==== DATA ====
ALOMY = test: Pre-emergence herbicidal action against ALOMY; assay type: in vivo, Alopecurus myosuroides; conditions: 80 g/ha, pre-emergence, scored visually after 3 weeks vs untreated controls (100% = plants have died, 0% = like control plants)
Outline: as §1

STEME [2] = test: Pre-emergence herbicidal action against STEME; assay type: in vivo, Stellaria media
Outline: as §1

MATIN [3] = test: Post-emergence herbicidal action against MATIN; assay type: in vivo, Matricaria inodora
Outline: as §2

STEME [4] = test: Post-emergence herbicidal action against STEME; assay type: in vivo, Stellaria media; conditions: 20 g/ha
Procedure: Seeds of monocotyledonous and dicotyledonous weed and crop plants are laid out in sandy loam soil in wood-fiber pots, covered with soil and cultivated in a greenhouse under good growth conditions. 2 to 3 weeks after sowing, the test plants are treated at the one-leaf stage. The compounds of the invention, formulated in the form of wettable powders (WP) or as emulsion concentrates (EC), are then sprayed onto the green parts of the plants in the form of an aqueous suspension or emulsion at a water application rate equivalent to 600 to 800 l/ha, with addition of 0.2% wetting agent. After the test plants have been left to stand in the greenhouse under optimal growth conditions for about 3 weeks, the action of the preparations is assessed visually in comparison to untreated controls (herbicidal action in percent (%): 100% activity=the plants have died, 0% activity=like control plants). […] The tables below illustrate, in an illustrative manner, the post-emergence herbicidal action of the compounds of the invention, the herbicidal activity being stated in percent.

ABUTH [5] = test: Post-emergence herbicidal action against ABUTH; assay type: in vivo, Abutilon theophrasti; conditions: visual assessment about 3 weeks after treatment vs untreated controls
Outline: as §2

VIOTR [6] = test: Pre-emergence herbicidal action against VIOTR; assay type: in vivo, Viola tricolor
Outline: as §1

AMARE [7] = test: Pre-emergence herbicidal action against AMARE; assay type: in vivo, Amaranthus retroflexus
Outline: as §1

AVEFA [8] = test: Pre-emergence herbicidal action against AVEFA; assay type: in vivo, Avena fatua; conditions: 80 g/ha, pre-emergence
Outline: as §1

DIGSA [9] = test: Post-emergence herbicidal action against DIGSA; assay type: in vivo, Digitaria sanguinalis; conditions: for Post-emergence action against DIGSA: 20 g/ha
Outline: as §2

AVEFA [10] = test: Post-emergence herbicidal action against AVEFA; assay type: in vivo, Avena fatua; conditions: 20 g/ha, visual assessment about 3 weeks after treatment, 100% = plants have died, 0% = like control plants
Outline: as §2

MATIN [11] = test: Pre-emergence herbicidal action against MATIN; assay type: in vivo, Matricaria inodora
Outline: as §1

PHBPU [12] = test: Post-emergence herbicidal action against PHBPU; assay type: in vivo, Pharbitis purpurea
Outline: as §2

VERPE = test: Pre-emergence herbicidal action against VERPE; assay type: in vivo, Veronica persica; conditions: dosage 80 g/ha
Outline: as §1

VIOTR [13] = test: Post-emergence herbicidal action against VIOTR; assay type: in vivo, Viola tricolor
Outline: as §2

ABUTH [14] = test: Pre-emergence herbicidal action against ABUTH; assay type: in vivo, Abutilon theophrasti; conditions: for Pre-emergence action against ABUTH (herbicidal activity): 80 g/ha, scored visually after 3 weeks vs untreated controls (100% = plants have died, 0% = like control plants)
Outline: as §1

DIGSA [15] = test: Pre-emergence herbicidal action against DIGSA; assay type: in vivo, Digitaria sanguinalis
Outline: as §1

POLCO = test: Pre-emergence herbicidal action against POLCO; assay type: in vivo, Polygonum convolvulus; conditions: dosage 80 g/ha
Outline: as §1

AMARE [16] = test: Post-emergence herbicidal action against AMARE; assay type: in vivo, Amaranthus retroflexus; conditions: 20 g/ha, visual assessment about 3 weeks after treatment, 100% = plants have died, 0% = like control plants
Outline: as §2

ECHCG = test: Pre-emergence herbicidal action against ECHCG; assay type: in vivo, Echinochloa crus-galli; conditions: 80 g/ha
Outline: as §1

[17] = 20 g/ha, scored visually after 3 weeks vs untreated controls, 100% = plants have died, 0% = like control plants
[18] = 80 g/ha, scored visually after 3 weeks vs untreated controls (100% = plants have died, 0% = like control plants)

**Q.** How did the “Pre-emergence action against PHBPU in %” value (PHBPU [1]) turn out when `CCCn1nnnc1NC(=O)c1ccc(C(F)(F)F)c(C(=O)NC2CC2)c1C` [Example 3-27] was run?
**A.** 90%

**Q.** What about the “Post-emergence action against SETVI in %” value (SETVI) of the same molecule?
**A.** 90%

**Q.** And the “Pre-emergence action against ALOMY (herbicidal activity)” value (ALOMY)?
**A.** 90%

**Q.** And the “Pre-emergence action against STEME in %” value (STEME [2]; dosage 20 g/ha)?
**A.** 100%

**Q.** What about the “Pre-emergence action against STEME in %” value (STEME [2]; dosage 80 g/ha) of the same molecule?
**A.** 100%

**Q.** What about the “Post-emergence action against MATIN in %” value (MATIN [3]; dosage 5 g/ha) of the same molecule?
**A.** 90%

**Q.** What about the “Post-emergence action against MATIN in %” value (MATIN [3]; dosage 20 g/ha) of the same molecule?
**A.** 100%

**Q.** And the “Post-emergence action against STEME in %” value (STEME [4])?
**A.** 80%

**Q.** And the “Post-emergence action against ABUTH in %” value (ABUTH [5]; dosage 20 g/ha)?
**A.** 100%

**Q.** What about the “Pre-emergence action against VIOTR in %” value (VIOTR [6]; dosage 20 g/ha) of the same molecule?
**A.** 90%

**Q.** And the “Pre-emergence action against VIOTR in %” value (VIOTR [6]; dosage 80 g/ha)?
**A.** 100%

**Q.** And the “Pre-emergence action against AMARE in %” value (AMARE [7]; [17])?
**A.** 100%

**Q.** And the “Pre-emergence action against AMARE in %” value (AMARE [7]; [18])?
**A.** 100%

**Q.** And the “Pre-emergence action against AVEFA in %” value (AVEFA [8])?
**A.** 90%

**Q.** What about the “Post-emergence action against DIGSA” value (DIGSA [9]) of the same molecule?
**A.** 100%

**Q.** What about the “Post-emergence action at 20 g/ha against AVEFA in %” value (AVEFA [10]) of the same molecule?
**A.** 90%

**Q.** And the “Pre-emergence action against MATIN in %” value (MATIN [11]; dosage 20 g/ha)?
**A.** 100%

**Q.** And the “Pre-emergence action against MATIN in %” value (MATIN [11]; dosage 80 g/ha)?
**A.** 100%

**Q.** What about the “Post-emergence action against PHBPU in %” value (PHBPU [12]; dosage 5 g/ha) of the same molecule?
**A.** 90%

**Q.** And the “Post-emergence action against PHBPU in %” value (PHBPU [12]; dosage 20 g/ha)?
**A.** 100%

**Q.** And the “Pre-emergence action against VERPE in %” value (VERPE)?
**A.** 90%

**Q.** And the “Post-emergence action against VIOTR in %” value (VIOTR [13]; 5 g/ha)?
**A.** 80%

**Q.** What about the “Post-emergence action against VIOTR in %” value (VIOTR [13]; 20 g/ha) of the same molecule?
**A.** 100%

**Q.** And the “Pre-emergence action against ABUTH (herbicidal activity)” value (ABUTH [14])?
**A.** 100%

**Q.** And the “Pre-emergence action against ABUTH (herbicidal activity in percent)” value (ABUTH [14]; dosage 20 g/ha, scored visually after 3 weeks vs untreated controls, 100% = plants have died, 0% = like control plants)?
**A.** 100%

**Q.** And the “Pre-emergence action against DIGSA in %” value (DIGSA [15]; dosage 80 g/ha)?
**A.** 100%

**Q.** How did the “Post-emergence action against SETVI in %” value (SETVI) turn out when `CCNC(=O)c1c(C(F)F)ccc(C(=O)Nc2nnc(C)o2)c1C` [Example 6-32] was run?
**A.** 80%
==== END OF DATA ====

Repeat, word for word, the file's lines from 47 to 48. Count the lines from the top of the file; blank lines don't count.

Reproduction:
**Q.** And the “Pre-emergence action against STEME in %” value (STEME [2]; dosage 20 g/ha)?
**A.** 100%